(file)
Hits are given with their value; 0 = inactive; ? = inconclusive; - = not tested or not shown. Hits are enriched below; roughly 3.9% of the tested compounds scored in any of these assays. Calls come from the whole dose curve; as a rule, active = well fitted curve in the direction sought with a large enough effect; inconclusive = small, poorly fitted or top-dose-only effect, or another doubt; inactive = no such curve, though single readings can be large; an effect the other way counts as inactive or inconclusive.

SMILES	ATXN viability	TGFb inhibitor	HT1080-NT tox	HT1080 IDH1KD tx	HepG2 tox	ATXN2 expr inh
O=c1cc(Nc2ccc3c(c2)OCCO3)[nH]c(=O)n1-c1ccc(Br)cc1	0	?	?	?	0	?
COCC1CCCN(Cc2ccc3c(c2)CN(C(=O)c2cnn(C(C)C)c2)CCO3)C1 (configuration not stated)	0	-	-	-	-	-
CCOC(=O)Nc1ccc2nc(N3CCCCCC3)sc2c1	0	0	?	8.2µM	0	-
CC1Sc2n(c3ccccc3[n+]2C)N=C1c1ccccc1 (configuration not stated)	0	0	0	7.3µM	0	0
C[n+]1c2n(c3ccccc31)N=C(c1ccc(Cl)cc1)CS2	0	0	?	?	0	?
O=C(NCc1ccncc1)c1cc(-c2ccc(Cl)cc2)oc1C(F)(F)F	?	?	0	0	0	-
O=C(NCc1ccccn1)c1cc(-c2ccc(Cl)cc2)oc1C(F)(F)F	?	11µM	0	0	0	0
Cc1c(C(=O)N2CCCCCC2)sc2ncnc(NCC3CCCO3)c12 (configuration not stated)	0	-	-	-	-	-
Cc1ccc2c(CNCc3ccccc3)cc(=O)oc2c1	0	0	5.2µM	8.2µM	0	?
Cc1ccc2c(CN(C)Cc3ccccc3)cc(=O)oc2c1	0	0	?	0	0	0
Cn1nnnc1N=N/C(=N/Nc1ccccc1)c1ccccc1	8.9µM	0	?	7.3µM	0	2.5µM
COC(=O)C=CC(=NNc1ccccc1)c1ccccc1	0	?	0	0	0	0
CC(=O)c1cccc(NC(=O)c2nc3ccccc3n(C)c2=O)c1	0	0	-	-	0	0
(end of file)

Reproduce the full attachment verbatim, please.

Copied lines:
Hits are given with their value; 0 = inactive; ? = inconclusive; - = not tested or not shown. Hits are enriched below; roughly 3.9% of the tested compounds scored in any of these assays. Calls come from the whole dose curve; as a rule, active = well fitted curve in the direction sought with a large enough effect; inconclusive = small, poorly fitted or top-dose-only effect, or another doubt; inactive = no such curve, though single readings can be large; an effect the other way counts as inactive or inconclusive.

SMILES	ATXN viability	TGFb inhibitor	HT1080-NT tox	HT1080 IDH1KD tx	HepG2 tox	ATXN2 expr inh
O=c1cc(Nc2ccc3c(c2)OCCO3)[nH]c(=O)n1-c1ccc(Br)cc1	0	?	?	?	0	?
COCC1CCCN(Cc2ccc3c(c2)CN(C(=O)c2cnn(C(C)C)c2)CCO3)C1 (configuration not stated)	0	-	-	-	-	-
CCOC(=O)Nc1ccc2nc(N3CCCCCC3)sc2c1	0	0	?	8.2µM	0	-
CC1Sc2n(c3ccccc3[n+]2C)N=C1c1ccccc1 (configuration not stated)	0	0	0	7.3µM	0	0
C[n+]1c2n(c3ccccc31)N=C(c1ccc(Cl)cc1)CS2	0	0	?	?	0	?
O=C(NCc1ccncc1)c1cc(-c2ccc(Cl)cc2)oc1C(F)(F)F	?	?	0	0	0	-
O=C(NCc1ccccn1)c1cc(-c2ccc(Cl)cc2)oc1C(F)(F)F	?	11µM	0	0	0	0
Cc1c(C(=O)N2CCCCCC2)sc2ncnc(NCC3CCCO3)c12 (configuration not stated)	0	-	-	-	-	-
Cc1ccc2c(CNCc3ccccc3)cc(=O)oc2c1	0	0	5.2µM	8.2µM	0	?
Cc1ccc2c(CN(C)Cc3ccccc3)cc(=O)oc2c1	0	0	?	0	0	0
Cn1nnnc1N=N/C(=N/Nc1ccccc1)c1ccccc1	8.9µM	0	?	7.3µM	0	2.5µM
COC(=O)C=CC(=NNc1ccccc1)c1ccccc1	0	?	0	0	0	0
CC(=O)c1cccc(NC(=O)c2nc3ccccc3n(C)c2=O)c1	0	0	-	-	0	0